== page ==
Stopping a 3x Pro Bowl DT

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From 2001-07, Ravens center Matt Birk faced off against massive Cleveland Browns defensive tackle Shaun Rogers twice a year.

At that time, Birk was a member of the Minnesota Vikings and Rogers was part of their NFC North rival, the Detroit Lions.

Birk's familiarity with the three-time Pro Bowler will be key to the Ravens' success – and that of quarterback Joe Flacco – this weekend at M&T Bank Stadium.

"Oh, I've seen Shaun about 12 times," Birk said. "You have to pack a lunch. There's no secret. He's a big, powerful man that can single-handedly disrupt your offense. He's one of those special players. You have to just battle him the best you can."

Big and powerful may not do Rogers justice. He is listed in the Browns' media guide at 6-foot-4, 350 pounds, but stories abound of Rogers' weight escalating much higher than that periodically throughout his career.

How does Birk, all 6-foot-4, 309 pounds of him, compensate for the difference in girth?

"When you're giving away a lot of weight and some power, technique is crucial because you'll get overpowered pretty quickly," Birk explained.

It is not simply Rogers' bulk that makes him such a talented player.

Rogers is one of a select few nose tackles around the NFL that disrupt that passing game as well as they stop the run. Rogers is coming off a season where he notched 4.5 sacks, a rare number for an interior defensive lineman. In 2007, the Texas product totaled seven with the Lions.

When Rogers went to Cleveland last year in a trade for cornerback Leigh Bodden and a third-round draft pick, he joined an elite class of defensive tackles in the AFC North.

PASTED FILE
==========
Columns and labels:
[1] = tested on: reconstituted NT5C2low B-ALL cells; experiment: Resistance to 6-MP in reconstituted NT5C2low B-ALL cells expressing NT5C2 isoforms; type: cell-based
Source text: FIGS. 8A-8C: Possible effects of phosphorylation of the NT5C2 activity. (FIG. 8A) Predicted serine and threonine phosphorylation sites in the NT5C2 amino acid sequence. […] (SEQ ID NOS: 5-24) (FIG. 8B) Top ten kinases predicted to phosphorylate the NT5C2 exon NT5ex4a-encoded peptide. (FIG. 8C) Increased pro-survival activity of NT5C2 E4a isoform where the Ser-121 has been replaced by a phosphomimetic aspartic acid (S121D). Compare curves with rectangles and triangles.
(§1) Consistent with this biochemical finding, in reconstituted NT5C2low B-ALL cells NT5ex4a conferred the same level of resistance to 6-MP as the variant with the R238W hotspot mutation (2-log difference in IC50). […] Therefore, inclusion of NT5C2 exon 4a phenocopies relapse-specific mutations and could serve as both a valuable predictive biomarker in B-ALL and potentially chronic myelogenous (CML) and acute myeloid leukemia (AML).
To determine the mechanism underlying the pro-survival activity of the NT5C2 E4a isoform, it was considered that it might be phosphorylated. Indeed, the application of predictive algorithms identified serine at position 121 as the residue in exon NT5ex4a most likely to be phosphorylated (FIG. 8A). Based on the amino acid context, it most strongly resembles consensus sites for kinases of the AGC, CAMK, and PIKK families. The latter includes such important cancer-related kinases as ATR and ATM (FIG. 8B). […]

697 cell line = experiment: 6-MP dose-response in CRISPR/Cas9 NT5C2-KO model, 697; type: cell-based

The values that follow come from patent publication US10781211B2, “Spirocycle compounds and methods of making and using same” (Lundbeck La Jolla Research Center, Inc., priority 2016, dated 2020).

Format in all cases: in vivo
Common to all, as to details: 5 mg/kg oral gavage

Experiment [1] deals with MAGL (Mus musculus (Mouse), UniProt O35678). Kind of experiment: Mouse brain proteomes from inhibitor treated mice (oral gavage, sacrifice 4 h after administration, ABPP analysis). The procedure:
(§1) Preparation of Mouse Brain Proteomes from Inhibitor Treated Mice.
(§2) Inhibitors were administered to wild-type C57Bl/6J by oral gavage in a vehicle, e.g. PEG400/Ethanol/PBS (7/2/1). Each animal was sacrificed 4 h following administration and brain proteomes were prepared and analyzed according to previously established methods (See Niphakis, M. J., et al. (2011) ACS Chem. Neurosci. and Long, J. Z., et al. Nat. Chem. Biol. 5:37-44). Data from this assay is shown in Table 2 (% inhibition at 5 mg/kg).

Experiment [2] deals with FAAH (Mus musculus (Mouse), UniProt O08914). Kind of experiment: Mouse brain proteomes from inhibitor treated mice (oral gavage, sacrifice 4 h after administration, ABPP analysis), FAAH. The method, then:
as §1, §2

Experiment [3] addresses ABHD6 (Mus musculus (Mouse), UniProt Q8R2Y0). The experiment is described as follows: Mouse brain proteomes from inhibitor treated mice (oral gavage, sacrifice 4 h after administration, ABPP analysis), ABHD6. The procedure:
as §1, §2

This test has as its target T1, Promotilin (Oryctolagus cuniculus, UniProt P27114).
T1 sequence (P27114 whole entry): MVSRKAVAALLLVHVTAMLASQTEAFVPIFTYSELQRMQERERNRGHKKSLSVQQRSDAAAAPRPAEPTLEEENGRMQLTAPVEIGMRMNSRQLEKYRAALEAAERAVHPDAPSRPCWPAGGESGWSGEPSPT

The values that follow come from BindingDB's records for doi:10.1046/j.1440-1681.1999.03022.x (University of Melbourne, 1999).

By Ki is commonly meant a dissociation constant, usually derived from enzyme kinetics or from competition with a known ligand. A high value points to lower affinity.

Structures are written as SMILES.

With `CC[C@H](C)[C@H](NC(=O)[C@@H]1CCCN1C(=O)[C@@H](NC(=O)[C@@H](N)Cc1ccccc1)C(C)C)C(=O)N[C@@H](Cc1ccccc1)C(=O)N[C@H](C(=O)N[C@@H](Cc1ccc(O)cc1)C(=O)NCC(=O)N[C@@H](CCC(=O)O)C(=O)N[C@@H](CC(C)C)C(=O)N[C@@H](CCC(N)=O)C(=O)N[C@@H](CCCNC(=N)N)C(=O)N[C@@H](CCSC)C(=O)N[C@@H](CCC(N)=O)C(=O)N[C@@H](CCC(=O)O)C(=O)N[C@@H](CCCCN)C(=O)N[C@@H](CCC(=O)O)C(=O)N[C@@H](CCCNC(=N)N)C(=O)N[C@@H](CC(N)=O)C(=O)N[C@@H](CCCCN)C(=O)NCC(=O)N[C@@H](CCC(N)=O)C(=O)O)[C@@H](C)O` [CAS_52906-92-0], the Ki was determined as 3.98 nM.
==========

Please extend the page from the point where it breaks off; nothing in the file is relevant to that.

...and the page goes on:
Casey Hampton of the Pittsburgh Steelers is a perennial Pro Bowler, while the Ravens' Haloti Ngata and Kelly Gregg are widely regarded as two of the league's most underrated tackles.

"Those are guys that love to defend the run and can transition to the pass as good as anyone," said Ravens offensive coordinator Cam Cameron of his AFC North opponents. "Some guys are strictly run-stoppers, but this group is special. As you saw in the preseason, if one of those guys hits your quarterback and lands on top of him, something's going to [get knocked] ajar.

"We have to do anything we can to keep him away from Joe."

BIrk has seen those types of players before, however. As a six-time Pro Bowler, Birk routinely held his ground against elite competition.

"Nose tackles are always big, but there are big nose tackles in this division," Birk said. "That's just the way it is, but I've seen those guys before."

Thus far, the Ravens have done well against the pass rush. Flacco has only been sacked twice, once each in matchups with the Kansas City Chiefs and San Diego Chargers.

But neither of those defenses featured a player of Rogers' caliber. The Chiefs are transitioning into a 3-4 unit, and San Diego's typical starting nose tackle Jamal Williams is on Injured Reserve with a triceps injury.

"Our offensive line is doing a great job right now pass-protecting and run-blocking for the backs," Flacco said. "They're giving me the time to find receivers and not letting those rushers get into the backfield."

Rogers currently boasts 10 tackles and one sack after only two games, helping the Browns' passing defense rank seventh in the NFL by allowing only 174.0 yards per game (Cleveland also lets up 205.5 yards on the ground each week).

The overall numbers may not be gaudy, but from a player perspective, the Browns have the potential to create problems. Cameron called Cleveland's defense the "most physical group [the Ravens] have seen all year."

And that starts up front with the mountainous Rogers.

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